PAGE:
The Culling: Origins’ bizarre buy-to-play relaunch is a disaster
If you were only peripherally aware of developer Xaviant’s melee-focused battle royale game The Culling before reading the headline, one could hardly blame you. The Culling originally launched back in 2017 as one of the many games looking to capitalize on the sudden surge in battle royale popularity brought on by Fortnite and PUBG. However, Xaviant’s debut foray into the battle royale genre also met a similarly unfortunate fate as most of those other offshoot games; failing to find a large audience and quickly fading into obscurity.
Xaviant’s quick pivot was proof enough that the studio was nothing if not persistent. Less than a year after The Culling’s debut, Xaviant launched an aptly titled sequel called The Culling 2. The sequel was unanimously rejected by the first game’s small yet dedicated fanbase because it jettisoned everything that made The Culling unique in favor of bland graphics and gameplay which summoned thousands of irate “PUBG knockoff” accusations. The whole fiasco led to a direct video apology from Xaviant’s operations director Josh Van Veld along with a promise to return focus to the first game.
Well, the recently-launched Xbox One-exclusive The Culling: Origins does technically make good on that promise, but only in the most superficial sense. The Culling: Origins may appear at first glance to be the same experience fans remember, but that initial impression can’t cover up a woefully inadequate online infrastructure, a frustrating lack of gameplay polish, and one of the most bizarrely restrictive monetization models ever conceived.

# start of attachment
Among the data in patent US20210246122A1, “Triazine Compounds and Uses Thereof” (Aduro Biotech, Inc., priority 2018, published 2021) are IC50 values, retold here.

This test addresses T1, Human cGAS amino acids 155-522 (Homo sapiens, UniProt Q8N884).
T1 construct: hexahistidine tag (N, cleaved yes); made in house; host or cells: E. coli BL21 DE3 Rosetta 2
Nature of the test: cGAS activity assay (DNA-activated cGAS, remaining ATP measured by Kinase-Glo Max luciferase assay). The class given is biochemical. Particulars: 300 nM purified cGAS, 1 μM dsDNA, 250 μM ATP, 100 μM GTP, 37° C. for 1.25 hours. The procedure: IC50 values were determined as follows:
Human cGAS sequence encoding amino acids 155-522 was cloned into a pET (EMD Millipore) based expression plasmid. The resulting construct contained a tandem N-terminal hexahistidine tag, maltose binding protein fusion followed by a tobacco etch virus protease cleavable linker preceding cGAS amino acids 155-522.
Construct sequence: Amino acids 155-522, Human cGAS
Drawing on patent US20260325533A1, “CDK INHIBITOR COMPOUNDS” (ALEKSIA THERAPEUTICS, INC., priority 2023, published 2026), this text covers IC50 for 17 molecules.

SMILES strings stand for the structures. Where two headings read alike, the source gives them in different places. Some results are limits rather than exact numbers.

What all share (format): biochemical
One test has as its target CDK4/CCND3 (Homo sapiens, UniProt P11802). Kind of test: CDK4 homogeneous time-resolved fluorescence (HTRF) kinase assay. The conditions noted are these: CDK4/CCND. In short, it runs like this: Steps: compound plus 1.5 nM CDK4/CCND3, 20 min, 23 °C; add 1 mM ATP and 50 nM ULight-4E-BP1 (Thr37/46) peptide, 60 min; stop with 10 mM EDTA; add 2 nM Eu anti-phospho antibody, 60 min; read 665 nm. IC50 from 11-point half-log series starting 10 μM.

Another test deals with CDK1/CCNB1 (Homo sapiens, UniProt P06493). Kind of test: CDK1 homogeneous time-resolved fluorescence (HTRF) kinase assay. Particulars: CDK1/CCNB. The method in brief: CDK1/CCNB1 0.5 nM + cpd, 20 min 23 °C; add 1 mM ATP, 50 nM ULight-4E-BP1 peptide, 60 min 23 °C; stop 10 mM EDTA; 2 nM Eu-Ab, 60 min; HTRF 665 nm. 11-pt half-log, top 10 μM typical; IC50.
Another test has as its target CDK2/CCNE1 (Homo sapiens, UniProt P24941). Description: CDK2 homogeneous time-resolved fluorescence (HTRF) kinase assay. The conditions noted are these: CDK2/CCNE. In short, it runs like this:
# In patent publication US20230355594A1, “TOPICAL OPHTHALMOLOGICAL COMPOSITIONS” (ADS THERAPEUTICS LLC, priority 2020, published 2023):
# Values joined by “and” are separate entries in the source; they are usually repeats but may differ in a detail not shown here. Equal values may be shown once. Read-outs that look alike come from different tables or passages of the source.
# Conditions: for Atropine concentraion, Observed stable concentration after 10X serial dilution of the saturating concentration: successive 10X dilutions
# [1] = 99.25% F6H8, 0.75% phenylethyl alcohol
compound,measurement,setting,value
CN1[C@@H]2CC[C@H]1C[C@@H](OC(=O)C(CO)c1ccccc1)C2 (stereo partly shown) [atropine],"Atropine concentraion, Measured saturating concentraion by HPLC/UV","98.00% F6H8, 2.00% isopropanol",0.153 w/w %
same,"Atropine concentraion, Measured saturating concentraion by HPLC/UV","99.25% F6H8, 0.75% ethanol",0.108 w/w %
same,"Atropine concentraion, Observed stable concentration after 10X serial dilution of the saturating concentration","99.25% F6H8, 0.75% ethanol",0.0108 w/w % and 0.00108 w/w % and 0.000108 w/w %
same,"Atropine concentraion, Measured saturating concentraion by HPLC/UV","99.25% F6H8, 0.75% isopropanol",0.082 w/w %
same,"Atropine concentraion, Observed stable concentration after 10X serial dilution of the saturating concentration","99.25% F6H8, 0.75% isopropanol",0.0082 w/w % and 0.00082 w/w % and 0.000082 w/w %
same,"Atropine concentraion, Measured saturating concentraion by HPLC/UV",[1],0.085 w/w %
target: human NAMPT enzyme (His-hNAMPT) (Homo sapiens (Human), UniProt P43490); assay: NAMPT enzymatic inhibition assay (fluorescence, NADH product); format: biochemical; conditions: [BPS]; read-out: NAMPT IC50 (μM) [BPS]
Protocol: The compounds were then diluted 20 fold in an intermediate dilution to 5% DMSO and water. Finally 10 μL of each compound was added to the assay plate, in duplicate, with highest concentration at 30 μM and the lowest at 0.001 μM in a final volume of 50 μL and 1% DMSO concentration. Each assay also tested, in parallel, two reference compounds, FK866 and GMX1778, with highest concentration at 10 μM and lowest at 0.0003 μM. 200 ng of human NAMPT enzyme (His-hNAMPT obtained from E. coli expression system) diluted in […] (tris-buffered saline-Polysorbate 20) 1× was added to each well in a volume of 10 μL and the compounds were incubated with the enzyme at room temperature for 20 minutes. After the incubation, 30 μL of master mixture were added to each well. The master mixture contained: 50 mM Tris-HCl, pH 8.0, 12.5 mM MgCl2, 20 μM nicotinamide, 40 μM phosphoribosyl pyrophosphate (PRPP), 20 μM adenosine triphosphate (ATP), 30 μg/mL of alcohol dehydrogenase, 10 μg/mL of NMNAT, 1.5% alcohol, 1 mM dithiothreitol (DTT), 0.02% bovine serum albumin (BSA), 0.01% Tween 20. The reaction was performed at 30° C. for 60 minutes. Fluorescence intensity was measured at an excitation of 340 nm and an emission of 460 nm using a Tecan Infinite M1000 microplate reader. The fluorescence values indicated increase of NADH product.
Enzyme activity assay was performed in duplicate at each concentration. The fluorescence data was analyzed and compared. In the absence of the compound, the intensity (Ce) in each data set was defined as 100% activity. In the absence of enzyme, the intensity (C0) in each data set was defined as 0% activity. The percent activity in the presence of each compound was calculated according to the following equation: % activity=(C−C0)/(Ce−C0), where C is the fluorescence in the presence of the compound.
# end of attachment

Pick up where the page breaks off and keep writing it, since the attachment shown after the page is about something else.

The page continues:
Grand Designs, Grim Tidings
Given how much energy (and likely money) Xaviant has poured into the marketing surrounding The Culling’s relaunch, it’s hard not to get swept up in the pageantry. A flashy new announcement trailer (which you can watch above) that went up on May 12 was buoyed by a prepared statement from Josh Van Veld promising a strong return to form:
“The Culling is one of the pioneers of the Battle Royale genre and even today it stands alone as a unique up-close-and-personal combat experience. We get messages every day from players who want The Culling to come back and for the last several months we’ve been working to make that happen.”
There was a second part to Van Veld’s statement which sounded equally promising on the surface, if also a bit…odd:
“Our new approach focuses on sustainability. We’ve optimized our systems to keep server costs low and we’ve shifted our monetization approach to ensure that players will be able to visit the island for years to come.”